Read a message from District Medical Director about the Flu

Posted on February 23, 2018
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Categories: Family News & Resources

Flu season is upon us and has hit students and adults alike especially hard this year. School District of Philadelphia Medical Director and Deputy Chief Health Services Natalie Mathurin gives a few tips for families on taking care of students with the flu:A light red circle with an animated stethoscope in the center and a shadow to the left of it.

  • Teach your children to wash their hands often with soap and water or an alcohol-based rub.
  • Teach your children not to share personal items like drinks, food or unwashed utensils, and to cover their cough and sneezes with tissues. Teach them to cover up their coughs and sneezes using the elbow, arm or sleeve instead of the hand when a tissue is unavailable.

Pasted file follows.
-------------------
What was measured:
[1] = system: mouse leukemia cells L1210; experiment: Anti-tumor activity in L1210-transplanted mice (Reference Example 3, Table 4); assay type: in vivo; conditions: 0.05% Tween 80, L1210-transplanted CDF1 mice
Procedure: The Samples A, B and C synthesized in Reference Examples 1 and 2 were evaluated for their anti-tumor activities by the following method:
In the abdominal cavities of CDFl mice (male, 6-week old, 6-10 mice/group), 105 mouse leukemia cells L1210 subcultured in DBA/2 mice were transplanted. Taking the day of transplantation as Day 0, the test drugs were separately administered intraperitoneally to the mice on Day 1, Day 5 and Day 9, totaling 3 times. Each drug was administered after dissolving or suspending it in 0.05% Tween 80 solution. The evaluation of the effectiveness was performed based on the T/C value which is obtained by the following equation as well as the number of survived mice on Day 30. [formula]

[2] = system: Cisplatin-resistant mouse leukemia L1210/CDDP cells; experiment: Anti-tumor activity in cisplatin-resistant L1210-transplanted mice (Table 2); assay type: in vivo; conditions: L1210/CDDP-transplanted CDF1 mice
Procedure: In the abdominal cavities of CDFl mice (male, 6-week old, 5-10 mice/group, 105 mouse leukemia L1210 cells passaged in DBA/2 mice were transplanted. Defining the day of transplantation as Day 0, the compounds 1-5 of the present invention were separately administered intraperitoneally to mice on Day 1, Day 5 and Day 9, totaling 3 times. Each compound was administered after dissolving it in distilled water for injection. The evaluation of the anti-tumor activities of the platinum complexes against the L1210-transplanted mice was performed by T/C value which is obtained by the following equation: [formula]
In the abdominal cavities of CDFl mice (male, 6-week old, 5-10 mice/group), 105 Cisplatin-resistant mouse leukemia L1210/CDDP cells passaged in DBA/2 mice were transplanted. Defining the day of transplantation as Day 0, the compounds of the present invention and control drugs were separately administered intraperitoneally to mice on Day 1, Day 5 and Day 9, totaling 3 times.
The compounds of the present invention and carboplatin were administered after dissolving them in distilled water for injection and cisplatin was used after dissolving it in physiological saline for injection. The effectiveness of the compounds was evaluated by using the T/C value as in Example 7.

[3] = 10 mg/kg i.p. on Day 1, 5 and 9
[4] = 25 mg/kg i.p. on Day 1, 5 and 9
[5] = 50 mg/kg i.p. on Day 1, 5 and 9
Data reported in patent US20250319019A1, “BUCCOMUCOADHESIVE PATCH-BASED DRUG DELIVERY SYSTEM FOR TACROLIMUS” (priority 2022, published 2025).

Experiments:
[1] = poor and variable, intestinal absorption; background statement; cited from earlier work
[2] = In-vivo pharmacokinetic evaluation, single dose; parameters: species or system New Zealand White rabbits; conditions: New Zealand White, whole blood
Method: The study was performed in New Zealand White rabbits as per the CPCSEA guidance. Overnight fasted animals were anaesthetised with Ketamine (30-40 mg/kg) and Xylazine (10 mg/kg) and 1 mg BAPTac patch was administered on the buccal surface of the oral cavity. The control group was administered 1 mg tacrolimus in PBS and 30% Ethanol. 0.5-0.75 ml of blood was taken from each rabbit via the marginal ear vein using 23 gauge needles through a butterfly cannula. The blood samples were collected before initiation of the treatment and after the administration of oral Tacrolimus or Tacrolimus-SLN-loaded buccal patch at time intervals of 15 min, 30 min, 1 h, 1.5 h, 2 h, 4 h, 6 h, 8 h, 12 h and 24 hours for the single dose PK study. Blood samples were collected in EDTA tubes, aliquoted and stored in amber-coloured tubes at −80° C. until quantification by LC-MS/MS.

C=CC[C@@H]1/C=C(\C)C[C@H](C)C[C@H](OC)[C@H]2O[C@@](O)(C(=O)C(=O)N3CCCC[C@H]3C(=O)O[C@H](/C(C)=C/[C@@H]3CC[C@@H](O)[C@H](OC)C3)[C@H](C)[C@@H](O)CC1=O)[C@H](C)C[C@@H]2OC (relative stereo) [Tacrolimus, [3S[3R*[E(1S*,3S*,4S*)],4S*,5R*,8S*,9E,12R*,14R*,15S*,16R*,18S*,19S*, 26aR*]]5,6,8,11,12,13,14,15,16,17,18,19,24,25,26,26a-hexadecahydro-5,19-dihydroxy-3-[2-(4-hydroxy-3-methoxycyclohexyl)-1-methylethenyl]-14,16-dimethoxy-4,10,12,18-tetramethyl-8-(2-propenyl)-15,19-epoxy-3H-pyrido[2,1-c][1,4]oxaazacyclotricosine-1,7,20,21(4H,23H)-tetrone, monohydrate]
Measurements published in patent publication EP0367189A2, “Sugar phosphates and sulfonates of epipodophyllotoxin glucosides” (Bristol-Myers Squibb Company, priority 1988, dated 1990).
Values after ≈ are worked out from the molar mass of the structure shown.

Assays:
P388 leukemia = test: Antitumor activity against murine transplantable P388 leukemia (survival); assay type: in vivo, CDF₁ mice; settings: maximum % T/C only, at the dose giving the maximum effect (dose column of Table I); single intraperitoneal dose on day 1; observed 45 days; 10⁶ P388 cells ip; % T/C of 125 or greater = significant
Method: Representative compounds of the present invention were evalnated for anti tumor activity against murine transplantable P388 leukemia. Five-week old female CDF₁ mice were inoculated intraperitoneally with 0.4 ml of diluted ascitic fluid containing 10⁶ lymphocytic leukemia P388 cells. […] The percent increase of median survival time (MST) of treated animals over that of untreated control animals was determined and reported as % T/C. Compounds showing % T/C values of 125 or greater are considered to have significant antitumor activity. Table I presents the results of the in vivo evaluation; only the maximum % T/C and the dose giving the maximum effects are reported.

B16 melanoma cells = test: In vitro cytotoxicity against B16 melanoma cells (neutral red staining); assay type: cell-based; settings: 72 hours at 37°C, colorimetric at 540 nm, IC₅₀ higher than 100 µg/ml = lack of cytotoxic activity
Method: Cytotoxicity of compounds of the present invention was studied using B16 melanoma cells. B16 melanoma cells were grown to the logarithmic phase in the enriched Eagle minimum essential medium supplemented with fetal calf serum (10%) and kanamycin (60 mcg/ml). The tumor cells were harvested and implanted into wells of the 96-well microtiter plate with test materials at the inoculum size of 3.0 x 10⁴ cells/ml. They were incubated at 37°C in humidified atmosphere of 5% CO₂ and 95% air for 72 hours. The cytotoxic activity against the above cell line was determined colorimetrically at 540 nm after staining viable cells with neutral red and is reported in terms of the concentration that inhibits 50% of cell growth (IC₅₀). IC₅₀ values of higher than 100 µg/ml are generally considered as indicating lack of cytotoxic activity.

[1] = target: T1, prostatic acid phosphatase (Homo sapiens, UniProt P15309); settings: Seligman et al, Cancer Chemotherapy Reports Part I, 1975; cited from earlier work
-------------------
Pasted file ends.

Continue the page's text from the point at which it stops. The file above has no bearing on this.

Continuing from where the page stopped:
• Know the signs and symptoms of the flu. Symptoms of the flu include fever (100 degrees Fahrenheit, 37.8 degrees Celsius or greater), cough, sore throat, a runny or stuffy nose, body aches, headache, and feeling tired. Some people may also vomit or have diarrhea. Individuals who are at higher risk of serious complications from the flu should contact their healthcare provider if they develop signs and symptoms. Treatment with antiviral medications may be indicated for certain individuals. Anyone who develops serious illness should seek medical
  • Keep sick children at home for at least 24 hours after they no longer have fever or do not have the signs of fever without using fever-reducing drugs. Keeping children with a fever at home will reduce the number of people getting infected.
  • Do not send children to school if they are sick. Any children who are determined to be sick while at school will be sent home. Please make sure your emergency contact information is up to date so we can reach you or an alternate care-giver contact if necessary.
  • Also, it is not too late to get the vaccine. The flu vaccine is still available and can be given to children as young as 6 months old. A yearly flu vaccine is the first and most important step in
    protecting against the flu.

Read more in a letter from Dr. Mathurin: